Yawning Balch – the collaborative project shared between the members of desert rock band Yawning Man and Fu Manchu’s Bob Balch – unleashed a sprawling giant with their debut release. ‘Volume One’ shared three lengthy instrumentals where the musicians absorbed themselves in a stoner friendly, wavering landscape; it’s improvised riffs going deeper into the desert rock world than many had gone in a long time. It was the perfect record for late night listening, and suggested that, if and when a second volume should arrive, Yawning Balch had the potential to be one of the greatest deep psych/stoner bands ever.
On their 2022 release ‘Polar Night’, instrumentalists In The Ponds crammed a variety of musical moods into a very short playing time. Ranging from spooky, almost prog rock inspired echo driven guitar (‘Lonesome George’) to an atmospheric, David Lynch inflected ambience (‘Someone’s Always Watching’), and even supplying a nod to the distorted blues of The Groundhogs (‘Haruki On The Sand’), it was the kind of EP that created a great musical CV.
As their name more than implies, Yawning Balch is a musical project that combines the talents of the entire Yawning Man band and Fu Manchu guitarist Bob Balch. Stoner fans have come to expect great music from both parties, but in their respective acts, neither have managed anything quite as drawn out as the sounds that fill half of this debut from the desert/stoner rock supergroup. Fu Manchu, especially, have often represented the accessible end of the stoner spectrum, so this really gives Balch an ideal landscape on which to stretch out.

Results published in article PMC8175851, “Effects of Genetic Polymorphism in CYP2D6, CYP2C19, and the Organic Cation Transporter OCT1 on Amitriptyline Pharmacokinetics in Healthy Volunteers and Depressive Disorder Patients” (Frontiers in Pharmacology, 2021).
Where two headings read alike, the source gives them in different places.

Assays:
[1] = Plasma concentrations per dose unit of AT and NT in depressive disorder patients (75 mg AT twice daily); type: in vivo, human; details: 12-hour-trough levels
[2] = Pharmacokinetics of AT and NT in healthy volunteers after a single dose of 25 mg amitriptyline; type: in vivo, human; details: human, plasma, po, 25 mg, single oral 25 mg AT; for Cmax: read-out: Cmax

You might assume that a band featuring Fu Manchu’s Brad Davis on various musical duties would take a stoner rock route, but his Gods of Sometimes – a duo formed with similarly multi-faced studio hand Andrew Gukamakis – paints a much broader musical canvas. Their self-titled album has a hazy desert rock air in a couple of places, but the bulk of the material shouldn’t just be pigeonholed as such. Nor is it an easy love letter to an alternative rock past; there are elements within the arrangements that call back a much earlier time, whilst still sounding relevant at the time of recording.
Back in 2005, prog metal band Suns of The Tundra came to the attention of several die-hard Marillion fans when they supported Kino – a short lived musical project shared between Pete Trewavas and future Lonely Robot man John Mitchell – on their one and only tour. They immediately struck a chord with any Tool fans in the audience, but then seemed to disappear. Taking a decade long break between their second and third albums really didn’t help their career momentum, but from 2015, the band have worked steadily, creating interesting and rhythmic noises that add something of great interest to the UK scene.